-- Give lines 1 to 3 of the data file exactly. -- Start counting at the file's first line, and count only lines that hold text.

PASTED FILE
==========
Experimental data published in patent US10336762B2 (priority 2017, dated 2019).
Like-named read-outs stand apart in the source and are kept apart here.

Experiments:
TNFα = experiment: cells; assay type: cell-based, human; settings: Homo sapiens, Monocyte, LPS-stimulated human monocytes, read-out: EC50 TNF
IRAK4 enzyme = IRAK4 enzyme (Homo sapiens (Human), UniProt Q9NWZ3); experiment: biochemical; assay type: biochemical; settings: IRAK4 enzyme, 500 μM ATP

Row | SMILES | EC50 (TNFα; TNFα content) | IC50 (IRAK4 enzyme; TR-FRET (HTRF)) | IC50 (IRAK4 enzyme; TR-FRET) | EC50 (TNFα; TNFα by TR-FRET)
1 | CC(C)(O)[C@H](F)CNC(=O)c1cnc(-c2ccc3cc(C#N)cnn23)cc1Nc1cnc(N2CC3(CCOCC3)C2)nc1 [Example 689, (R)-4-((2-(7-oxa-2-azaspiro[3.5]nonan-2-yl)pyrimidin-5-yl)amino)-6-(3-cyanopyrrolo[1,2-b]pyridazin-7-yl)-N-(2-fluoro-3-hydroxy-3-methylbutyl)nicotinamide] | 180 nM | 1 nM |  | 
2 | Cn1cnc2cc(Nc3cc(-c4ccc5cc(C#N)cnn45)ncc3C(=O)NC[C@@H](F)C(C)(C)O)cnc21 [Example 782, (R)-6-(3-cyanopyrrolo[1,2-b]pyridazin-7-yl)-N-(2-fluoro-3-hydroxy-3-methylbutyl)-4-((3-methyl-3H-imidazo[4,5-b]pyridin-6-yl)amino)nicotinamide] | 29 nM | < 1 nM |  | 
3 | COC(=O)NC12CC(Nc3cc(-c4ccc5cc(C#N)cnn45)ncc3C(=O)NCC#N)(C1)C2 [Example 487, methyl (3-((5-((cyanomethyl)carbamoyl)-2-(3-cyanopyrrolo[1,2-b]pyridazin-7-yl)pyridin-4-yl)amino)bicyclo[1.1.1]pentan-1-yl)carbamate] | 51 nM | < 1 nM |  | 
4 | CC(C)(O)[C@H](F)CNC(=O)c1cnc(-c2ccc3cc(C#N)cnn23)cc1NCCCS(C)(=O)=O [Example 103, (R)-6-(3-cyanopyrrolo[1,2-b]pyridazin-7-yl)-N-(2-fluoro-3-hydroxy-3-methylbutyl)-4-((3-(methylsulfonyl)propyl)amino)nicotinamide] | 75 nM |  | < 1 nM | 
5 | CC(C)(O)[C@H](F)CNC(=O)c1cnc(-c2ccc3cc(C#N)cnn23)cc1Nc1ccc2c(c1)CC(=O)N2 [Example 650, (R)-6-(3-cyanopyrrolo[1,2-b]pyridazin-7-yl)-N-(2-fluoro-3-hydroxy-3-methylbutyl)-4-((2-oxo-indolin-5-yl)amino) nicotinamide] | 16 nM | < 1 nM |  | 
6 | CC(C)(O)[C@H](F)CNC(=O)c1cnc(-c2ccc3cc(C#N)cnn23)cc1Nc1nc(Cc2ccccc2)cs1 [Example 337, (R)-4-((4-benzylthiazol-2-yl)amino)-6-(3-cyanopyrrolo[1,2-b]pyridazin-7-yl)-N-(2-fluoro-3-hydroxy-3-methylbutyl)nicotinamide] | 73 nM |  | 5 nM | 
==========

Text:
Experimental data published in patent US10336762B2 (priority 2017, dated 2019).
Like-named read-outs stand apart in the source and are kept apart here.

Experiments: